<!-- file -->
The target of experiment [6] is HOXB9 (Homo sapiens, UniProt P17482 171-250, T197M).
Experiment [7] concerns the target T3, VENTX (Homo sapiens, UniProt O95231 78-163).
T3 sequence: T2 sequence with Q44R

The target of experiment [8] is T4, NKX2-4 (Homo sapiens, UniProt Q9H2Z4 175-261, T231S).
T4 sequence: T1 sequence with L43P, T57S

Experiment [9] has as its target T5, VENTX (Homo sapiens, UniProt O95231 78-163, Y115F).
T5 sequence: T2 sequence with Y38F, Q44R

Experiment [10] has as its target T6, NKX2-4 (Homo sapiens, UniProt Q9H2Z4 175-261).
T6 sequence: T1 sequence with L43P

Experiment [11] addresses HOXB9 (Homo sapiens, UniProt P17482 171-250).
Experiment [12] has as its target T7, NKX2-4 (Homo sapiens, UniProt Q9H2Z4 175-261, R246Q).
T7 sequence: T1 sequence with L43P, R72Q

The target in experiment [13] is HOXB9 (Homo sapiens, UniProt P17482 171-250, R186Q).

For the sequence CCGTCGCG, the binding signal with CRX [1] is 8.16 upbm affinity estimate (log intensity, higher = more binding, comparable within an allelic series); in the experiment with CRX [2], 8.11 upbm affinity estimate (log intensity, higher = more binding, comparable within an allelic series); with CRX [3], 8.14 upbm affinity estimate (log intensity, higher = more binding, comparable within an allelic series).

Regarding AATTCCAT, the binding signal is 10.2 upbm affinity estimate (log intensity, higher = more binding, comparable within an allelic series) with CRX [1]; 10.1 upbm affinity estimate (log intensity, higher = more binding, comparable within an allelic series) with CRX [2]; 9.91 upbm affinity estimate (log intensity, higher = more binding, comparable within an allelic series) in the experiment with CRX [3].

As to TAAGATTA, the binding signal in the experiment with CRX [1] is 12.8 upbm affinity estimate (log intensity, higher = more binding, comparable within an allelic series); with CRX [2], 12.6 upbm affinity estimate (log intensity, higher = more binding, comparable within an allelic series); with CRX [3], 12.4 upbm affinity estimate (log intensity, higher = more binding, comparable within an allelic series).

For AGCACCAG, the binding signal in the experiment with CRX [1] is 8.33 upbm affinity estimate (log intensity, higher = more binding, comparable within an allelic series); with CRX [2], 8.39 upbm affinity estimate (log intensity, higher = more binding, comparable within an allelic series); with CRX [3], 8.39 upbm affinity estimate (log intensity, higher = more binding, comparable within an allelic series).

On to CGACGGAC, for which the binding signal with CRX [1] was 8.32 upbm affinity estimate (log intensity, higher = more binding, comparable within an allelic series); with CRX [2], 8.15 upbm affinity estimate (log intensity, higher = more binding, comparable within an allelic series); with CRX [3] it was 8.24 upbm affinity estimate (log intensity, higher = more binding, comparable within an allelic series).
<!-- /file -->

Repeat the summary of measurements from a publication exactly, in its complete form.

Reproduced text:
The target of experiment [6] is HOXB9 (Homo sapiens, UniProt P17482 171-250, T197M).
Experiment [7] concerns the target T3, VENTX (Homo sapiens, UniProt O95231 78-163).
T3 sequence: T2 sequence with Q44R

The target of experiment [8] is T4, NKX2-4 (Homo sapiens, UniProt Q9H2Z4 175-261, T231S).
T4 sequence: T1 sequence with L43P, T57S

Experiment [9] has as its target T5, VENTX (Homo sapiens, UniProt O95231 78-163, Y115F).
T5 sequence: T2 sequence with Y38F, Q44R

Experiment [10] has as its target T6, NKX2-4 (Homo sapiens, UniProt Q9H2Z4 175-261).
T6 sequence: T1 sequence with L43P

Experiment [11] addresses HOXB9 (Homo sapiens, UniProt P17482 171-250).
Experiment [12] has as its target T7, NKX2-4 (Homo sapiens, UniProt Q9H2Z4 175-261, R246Q).
T7 sequence: T1 sequence with L43P, R72Q

The target in experiment [13] is HOXB9 (Homo sapiens, UniProt P17482 171-250, R186Q).

For the sequence CCGTCGCG, the binding signal with CRX [1] is 8.16 upbm affinity estimate (log intensity, higher = more binding, comparable within an allelic series); in the experiment with CRX [2], 8.11 upbm affinity estimate (log intensity, higher = more binding, comparable within an allelic series); with CRX [3], 8.14 upbm affinity estimate (log intensity, higher = more binding, comparable within an allelic series).

Regarding AATTCCAT, the binding signal is 10.2 upbm affinity estimate (log intensity, higher = more binding, comparable within an allelic series) with CRX [1]; 10.1 upbm affinity estimate (log intensity, higher = more binding, comparable within an allelic series) with CRX [2]; 9.91 upbm affinity estimate (log intensity, higher = more binding, comparable within an allelic series) in the experiment with CRX [3].

As to TAAGATTA, the binding signal in the experiment with CRX [1] is 12.8 upbm affinity estimate (log intensity, higher = more binding, comparable within an allelic series); with CRX [2], 12.6 upbm affinity estimate (log intensity, higher = more binding, comparable within an allelic series); with CRX [3], 12.4 upbm affinity estimate (log intensity, higher = more binding, comparable within an allelic series).

For AGCACCAG, the binding signal in the experiment with CRX [1] is 8.33 upbm affinity estimate (log intensity, higher = more binding, comparable within an allelic series); with CRX [2], 8.39 upbm affinity estimate (log intensity, higher = more binding, comparable within an allelic series); with CRX [3], 8.39 upbm affinity estimate (log intensity, higher = more binding, comparable within an allelic series).

On to CGACGGAC, for which the binding signal with CRX [1] was 8.32 upbm affinity estimate (log intensity, higher = more binding, comparable within an allelic series); with CRX [2], 8.15 upbm affinity estimate (log intensity, higher = more binding, comparable within an allelic series); with CRX [3] it was 8.24 upbm affinity estimate (log intensity, higher = more binding, comparable within an allelic series).